The live feed was a little choppy, often freezing up and resetting and thus making it tricky to follow every exchange. In fact, it was a little headachy at times, kind of resembling the whole stuttering, start-and-stop-and-start again nature of online gambling legislation in the U.S. over the last several years.
Nevada, of course, passed its own online gambling bill (for online poker only) back in June 2011, and about six months later the Nevada Gaming Control Board approved regulations to provide a framework for licensing and operating online gambling in NV. At the time a number of companies had already applied for licenses, and by now many more operators, technology providers, and service providers have applied with many having now been approved.
It was at the end of 2011 when that new opinion from the Department of Justice regarding the Wire Act first appeared, an opinion clarifying that the half-century old law about taking bets over the phone across state lines only applied to sports betting. That was taken by many to open the door to a new era of online gambling in the U.S. Following Nevada’s lead, Delaware passed an online gambling law last year, and several other states have had bills proposed. In fact it now appears that New Jersey is on the verge of passing its own online gambling law, with Governor Chris Christie perhaps about to sign a revised bill into law next week (after having earlier appeared poised to veto it).
So we have individual states passing laws and preparations being made to start allowing for certain kinds of online gambling in the U.S., with sites in Nevada sounding as though they’re ready to go live within the next few months. (In fact, I believe at least one might have already has gone online with play money games.)
A lot of the discussion to this point has focused on states offering “intrastate” online gambling -- i.e., for licensed sites to serve individuals within the state, including residents and visitors. However, that reinterpretation of the Wire Act did appear to allow for the possibility of a state offering online gambling to individuals not physically within its borders. Such a development would obviously be significant when it comes to online poker where having a sizable enough player pool to keep games going and achieve “liquidity” is crucial.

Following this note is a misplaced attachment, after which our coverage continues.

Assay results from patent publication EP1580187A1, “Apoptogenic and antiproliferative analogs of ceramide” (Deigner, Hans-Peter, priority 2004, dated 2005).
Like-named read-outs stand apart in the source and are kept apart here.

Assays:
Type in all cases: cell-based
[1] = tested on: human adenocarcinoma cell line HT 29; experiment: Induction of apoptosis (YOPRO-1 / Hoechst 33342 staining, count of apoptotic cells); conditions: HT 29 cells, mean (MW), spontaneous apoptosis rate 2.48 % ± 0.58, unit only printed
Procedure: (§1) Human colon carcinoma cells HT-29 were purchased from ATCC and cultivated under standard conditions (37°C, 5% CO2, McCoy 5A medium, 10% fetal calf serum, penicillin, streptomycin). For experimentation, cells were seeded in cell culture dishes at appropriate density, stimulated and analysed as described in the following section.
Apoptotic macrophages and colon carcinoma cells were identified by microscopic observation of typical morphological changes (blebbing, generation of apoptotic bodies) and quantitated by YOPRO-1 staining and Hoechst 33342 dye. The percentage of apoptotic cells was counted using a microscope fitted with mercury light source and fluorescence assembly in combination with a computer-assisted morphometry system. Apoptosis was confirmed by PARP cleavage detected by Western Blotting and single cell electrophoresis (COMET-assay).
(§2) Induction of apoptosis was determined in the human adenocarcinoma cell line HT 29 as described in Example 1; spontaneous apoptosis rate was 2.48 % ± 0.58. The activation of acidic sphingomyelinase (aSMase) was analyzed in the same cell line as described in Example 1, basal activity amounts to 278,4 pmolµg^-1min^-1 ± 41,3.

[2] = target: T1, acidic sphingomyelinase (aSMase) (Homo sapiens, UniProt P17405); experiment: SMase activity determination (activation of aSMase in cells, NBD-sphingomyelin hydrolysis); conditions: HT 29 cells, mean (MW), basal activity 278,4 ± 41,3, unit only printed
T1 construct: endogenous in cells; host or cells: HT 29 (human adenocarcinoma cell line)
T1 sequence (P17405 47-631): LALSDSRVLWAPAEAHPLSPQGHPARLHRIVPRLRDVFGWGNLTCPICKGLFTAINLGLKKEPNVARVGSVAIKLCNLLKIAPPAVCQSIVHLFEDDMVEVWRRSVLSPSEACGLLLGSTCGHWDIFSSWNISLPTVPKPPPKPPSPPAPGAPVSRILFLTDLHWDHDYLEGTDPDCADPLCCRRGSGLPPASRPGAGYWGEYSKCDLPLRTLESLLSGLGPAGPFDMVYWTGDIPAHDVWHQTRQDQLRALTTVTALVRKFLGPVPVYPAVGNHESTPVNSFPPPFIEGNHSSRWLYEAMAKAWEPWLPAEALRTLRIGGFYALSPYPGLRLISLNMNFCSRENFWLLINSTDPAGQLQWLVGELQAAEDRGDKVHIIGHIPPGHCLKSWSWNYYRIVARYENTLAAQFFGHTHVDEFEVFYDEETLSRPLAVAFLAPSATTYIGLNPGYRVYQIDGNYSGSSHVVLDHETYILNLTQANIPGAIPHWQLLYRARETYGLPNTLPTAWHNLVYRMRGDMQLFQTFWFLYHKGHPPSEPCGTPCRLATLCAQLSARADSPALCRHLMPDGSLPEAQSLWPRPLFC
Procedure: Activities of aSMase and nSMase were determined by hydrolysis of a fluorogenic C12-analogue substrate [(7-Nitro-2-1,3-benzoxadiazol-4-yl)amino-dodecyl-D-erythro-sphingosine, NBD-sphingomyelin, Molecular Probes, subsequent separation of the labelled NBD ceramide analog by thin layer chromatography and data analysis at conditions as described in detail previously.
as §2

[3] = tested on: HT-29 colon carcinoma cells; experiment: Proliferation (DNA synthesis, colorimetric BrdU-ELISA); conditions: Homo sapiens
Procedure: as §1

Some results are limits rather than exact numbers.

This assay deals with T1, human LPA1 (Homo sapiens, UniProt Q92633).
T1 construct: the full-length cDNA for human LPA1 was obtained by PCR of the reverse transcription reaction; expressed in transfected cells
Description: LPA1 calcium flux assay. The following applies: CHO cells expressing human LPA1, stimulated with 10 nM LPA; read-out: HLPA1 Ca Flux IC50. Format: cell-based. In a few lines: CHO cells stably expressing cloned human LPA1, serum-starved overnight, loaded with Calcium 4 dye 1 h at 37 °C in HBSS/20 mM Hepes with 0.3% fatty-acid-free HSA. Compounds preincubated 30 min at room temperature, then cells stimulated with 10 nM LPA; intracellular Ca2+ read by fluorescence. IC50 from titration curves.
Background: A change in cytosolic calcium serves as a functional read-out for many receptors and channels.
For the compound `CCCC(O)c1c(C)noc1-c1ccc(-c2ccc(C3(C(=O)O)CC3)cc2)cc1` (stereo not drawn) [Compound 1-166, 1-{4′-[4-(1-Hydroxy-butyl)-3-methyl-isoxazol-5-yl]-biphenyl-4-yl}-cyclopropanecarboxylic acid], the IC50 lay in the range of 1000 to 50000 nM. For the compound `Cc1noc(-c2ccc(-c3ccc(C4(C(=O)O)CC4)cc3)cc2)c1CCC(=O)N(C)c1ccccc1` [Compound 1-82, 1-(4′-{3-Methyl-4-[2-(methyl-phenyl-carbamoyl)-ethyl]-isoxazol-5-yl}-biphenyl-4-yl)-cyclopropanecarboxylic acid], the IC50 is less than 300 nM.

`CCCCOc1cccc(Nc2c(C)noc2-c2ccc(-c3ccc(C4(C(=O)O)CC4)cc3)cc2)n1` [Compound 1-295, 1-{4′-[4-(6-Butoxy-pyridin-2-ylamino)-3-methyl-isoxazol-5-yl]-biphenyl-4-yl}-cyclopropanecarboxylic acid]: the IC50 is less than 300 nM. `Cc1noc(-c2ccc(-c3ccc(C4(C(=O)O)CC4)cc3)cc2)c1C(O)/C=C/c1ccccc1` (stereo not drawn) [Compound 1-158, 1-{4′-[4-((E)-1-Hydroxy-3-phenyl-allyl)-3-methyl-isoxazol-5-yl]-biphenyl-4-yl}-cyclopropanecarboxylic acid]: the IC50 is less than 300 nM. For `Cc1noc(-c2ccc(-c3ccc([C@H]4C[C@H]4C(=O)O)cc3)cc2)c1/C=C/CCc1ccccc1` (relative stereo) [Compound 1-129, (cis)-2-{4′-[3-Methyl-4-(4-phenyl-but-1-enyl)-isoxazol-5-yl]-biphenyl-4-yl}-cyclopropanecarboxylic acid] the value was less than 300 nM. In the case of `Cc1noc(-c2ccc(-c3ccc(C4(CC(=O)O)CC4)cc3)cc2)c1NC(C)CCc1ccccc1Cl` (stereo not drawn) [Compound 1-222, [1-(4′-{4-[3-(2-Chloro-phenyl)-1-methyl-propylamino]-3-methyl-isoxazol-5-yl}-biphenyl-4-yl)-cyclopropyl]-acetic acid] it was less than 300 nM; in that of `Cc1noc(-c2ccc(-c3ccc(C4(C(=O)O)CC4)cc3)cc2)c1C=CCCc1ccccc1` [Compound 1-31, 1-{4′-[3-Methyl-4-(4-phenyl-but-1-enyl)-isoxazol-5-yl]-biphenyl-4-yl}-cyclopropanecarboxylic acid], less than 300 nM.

And so among the sections of A.B. 114 comes one specifically noting how “The Governor, on behalf of the state of Nevada, is authorized to: (1) Enter into agreements with other states, or authorized agencies thereof, to enable patrons in the signatory states to participate in interactive gaming offered by licensees in those signatory states; and (2) Take all necessary actions to ensure that any agreement entered into pursuant to this section becomes effective.”
A.B. 114 covers other ground, too, including further defining terms with regard to so-called “bad actors” (i.e., those who continued to serve U.S. customers post-UIGEA) and the time period they’d have to wait before applying for licenses as well as increasing the fees for the initial issuance of a license and for renewals. But for those of us living other states, it was that section about Nevada possibly trying to offer some interstate online poker that has pricked up our ears.
There was some disagreement over the amount of the licensing fee ($500,000 or $1 million?), as well as some questions regarding how long the “bad actors” should have to wait before applying for a license (five or 10 years?). Ultimately those matters were resolved, and the meeting ended with a unanimous vote in favor of the bill.
Now A.B. 114 goes to the full Assembly for a vote, and it sounds as though things might move quickly with Sandoval perhaps signing it into law relatively soon (like today, even). Here’s an article just posted by the Las Vegas Sun detailing this morning’s meeting and its significance.
Getting back to that section regarding agreements with other states, or interstate “compacts” that would allow non-Nevada folks to play online poker on the NV sites, there were some questions about how that would work, including how exactly Nevada and the other states would be sharing revenue in such cases. Assembly Majority Leader William Horne also clarified that Nevada probably would not be entering into compacts with other states that had their own online gambling licensing regime in place.
That sounds a little like we might have certain states (e.g., Nevada and New Jersey) being kind of like central “hubs” offering online gambling to certain other states with which they establish these agreements, although to be honest I’m not completely sure how it would all work. (Or even if it ever will.)
In any case, those are among the many specifics that will eventually have to be hammered out by those drawing up the regulations (assuming A.B. 114 gets signed into law). As of now, looking into the future is kind of like that choppy feed, with visions of progress and actual change occurring interrupted by stasis and uncertainty.